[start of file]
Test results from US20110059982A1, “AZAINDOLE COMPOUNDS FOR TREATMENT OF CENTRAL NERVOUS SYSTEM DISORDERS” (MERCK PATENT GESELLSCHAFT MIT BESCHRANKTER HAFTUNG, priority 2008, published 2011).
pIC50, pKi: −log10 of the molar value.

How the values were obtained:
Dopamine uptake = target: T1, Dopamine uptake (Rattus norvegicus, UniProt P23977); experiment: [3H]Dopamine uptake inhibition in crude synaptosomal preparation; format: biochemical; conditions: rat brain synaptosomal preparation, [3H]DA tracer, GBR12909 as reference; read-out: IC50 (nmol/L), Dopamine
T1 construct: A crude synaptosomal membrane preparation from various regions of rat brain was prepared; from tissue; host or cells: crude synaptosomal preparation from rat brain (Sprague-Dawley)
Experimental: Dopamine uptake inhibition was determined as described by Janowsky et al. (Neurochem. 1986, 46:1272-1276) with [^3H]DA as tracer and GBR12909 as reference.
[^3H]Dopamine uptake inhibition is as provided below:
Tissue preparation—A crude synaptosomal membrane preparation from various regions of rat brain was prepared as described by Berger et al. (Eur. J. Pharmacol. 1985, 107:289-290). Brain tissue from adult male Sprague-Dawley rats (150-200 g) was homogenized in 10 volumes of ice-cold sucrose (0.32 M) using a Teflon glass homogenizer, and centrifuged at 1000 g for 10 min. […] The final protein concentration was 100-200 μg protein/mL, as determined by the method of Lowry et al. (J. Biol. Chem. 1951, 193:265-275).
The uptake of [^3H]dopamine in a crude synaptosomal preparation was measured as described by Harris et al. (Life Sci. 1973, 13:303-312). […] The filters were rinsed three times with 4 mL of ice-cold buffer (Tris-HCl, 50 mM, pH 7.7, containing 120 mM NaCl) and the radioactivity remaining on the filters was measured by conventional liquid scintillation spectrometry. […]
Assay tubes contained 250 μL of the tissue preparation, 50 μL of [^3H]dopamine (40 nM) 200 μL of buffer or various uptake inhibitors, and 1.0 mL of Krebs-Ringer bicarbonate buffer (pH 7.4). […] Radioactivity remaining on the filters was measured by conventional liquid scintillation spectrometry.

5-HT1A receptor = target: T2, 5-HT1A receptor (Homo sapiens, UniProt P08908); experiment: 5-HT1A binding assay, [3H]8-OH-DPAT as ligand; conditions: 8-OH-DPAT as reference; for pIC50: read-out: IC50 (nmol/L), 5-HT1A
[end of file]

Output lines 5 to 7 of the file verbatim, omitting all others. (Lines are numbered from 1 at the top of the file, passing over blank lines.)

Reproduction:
T1 construct: A crude synaptosomal membrane preparation from various regions of rat brain was prepared; from tissue; host or cells: crude synaptosomal preparation from rat brain (Sprague-Dawley)
Experimental: Dopamine uptake inhibition was determined as described by Janowsky et al. (Neurochem. 1986, 46:1272-1276) with [^3H]DA as tracer and GBR12909 as reference.
[^3H]Dopamine uptake inhibition is as provided below: